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Ask a Journalist: Nina Lentini of MediaPost Talks First Amendment, Healthcare Marketing


‘Ask a Journalist’ is a weekly column where we turn the tables on journalists, asking them their opinions on cross-channel marketing based on their unique vantage points covering the online marketing ecosystem. 

Today we’re reaching out to Nina Lentini, Editor, Marketing Daily, MediaPost’s daily newsletter for brand and product marketing. Before joining MediaPost, Nina held a variety of PR and news writing and editing positions, including Managing Editor ofAdweek’s AdDay


Nina-LentiniCross-Channel Marketing Matters: As the Editor of Online Media Daily Europe, in your opinion, what do you find different in media in Europe versus the US?

The big difference is the First Amendment.

Britain was rocked by the on-going News of the World phone hacking scandal and there were calls for press regulation. Of course, what the newspaper did there in the case of the slain schoolgirl was over the top.

The public was really shocked by the hacking that went on and they’re trying to figure out a way to keep their press free and not have such awful things happen again.

Both the US and Britain deal with complaints about the way subjects are covered and sometimes organizations get their knuckles wrapped. Both countries process the news in about the same way but when it comes right down to it, our First Amendment is what keeps our press free.

Cross-Channel Marketing Matters: What’s your favorite device, platform or vehicle for entertainment? For getting news?

My laptop. I have MacBook Air, which I work on for about a 10 hour period during the weekdays for work and as a distraction – reading news and checking out friends on Facebook and watching movies. And my mobile phone is a suitable substitute when I’m out walking the dog or having lunch.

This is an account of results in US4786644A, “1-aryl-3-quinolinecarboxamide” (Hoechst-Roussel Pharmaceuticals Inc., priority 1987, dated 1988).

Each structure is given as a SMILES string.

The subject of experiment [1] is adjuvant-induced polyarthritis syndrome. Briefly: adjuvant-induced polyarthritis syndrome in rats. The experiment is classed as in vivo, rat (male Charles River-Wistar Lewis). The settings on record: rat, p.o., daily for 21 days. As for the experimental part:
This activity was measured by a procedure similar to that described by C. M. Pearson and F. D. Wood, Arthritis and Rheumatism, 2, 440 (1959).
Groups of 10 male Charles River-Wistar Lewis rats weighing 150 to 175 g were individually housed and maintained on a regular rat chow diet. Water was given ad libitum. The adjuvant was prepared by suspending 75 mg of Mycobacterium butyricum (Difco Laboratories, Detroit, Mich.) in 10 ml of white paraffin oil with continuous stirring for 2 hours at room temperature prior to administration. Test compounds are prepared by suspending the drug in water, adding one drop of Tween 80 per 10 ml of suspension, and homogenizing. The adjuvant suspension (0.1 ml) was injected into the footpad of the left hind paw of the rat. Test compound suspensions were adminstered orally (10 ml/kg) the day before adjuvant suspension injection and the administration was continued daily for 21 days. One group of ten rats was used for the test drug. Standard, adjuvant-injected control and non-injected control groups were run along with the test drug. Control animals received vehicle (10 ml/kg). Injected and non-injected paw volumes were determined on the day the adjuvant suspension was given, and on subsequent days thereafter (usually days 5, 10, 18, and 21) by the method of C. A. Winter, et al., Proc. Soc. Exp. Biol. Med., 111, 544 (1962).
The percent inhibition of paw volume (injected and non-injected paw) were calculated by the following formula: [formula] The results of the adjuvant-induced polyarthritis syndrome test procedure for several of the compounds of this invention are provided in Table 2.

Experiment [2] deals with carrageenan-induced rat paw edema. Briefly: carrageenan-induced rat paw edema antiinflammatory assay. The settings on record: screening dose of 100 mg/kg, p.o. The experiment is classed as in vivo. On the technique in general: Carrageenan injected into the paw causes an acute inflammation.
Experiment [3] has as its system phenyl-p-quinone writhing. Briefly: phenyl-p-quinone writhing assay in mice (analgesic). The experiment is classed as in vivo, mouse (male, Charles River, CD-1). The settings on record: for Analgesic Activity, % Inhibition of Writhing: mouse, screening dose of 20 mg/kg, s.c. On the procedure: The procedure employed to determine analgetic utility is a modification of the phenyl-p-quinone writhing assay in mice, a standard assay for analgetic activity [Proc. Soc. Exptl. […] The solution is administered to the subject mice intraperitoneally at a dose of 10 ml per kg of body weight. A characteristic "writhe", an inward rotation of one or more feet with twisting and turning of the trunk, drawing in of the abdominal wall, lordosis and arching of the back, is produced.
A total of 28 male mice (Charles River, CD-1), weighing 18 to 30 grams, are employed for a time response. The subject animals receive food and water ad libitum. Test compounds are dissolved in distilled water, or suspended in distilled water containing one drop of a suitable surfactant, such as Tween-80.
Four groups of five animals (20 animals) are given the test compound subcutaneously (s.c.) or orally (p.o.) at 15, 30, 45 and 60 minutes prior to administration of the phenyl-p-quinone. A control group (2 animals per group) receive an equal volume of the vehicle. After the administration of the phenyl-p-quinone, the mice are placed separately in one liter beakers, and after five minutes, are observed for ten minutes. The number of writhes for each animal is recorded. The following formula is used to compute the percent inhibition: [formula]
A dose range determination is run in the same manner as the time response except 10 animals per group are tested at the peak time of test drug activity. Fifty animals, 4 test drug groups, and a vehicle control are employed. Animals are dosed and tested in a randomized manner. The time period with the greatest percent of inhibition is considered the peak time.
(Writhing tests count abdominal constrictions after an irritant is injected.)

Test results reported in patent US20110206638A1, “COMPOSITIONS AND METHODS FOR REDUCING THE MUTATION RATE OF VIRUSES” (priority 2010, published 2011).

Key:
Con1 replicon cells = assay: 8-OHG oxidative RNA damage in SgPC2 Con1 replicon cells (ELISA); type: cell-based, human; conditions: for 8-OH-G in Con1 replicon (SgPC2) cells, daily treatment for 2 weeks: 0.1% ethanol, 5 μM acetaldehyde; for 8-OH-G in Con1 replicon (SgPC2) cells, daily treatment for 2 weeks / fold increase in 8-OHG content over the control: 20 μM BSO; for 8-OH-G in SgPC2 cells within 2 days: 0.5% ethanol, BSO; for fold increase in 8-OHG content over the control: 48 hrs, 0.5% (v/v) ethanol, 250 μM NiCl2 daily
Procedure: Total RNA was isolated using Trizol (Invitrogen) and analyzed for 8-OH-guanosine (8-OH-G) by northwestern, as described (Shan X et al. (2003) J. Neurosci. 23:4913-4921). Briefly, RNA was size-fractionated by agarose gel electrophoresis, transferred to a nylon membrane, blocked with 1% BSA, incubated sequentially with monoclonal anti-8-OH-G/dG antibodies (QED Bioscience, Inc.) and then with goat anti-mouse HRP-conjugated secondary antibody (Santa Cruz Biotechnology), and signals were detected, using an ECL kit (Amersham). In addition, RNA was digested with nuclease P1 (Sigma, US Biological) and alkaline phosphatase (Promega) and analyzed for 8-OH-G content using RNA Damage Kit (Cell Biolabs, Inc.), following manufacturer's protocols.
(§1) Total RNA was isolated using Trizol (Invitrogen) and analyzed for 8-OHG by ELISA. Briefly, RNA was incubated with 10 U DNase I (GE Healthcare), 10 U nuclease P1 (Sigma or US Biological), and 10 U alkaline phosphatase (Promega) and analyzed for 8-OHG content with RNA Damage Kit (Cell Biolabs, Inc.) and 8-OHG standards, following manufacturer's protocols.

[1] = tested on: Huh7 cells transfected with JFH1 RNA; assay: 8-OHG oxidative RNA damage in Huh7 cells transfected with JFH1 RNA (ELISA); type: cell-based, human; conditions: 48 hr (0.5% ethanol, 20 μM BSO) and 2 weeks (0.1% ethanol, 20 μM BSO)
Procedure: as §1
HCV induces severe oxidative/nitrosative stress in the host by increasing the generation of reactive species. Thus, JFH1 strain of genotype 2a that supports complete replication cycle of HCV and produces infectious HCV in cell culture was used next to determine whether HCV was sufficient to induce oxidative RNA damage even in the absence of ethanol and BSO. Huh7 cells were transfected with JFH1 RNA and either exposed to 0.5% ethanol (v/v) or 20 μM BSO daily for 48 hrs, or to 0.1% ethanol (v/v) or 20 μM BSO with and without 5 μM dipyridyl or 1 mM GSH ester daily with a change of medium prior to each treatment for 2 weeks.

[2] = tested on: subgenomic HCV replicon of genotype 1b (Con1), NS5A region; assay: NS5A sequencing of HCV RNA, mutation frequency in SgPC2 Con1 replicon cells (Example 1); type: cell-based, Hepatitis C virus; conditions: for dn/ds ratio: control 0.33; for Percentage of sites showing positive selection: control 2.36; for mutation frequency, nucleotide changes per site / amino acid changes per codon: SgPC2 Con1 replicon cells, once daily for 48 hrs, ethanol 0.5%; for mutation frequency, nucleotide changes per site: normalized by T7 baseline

Cross-Channel Marketing Matters: What kinds of advertising stories did you cover as the Managing Editor of AdDay atAdweek?

We covered marketing from the agency’s perspective with news stories about accounts won and lost, mergers and acquisitions and personnel changes. We had reports coming in from LA, Atlanta, Chicago, Boston as well as New York, of course.

AdDay was Kenneth Fadner’s (who now helms MediaPost) brilliant idea to offer subscribers a daily update instead of having to wait for the new issue of Adweek on Monday. It was a 4-page glossy that was delivered by messenger throughout Manhattan and faxed to subscribers around the country.

It really was the Twitter of its day.

Cross-Channel Marketing Matters: Can you give me an example of a cross-channel marketing campaign that you’ve seen which was successful? And one which you think didn’t work or fell flat?

The company that stands out in my mind for its cross-channel marketing is Starbucks. Most recently, the company has been offering samples of its Blonde Roast in food stores, drug stores and mass grocery stores like Walmart and setting up pop-up cafes in major cities across the country to dispense samples of its Blonde Roast coffee and support their marketing efforts.

Cross-Channel Marketing Matters: 2014 will be the year of ______ (fill in the blank). 

2014 will be the year of healthcare marketing.

Regardless of whether the Affordable Care Act succeeds, there is now a big emphasis on health and healthcare marketing from the institutions and marketers of health.

Though there are challenges healthcare companies face marketing via social media, these companies are finding other ways to get out there and engage with their customers and patients.

I think that the public also welcomes receiving information from their healthcare providers that gets to them other than through a planned doctors visit. So I do think that there is going to be a big emphasis this year on how to market healthcare to the public.

Cross-Channel Marketing Matters: Thanks for your time and effort, Nina. 

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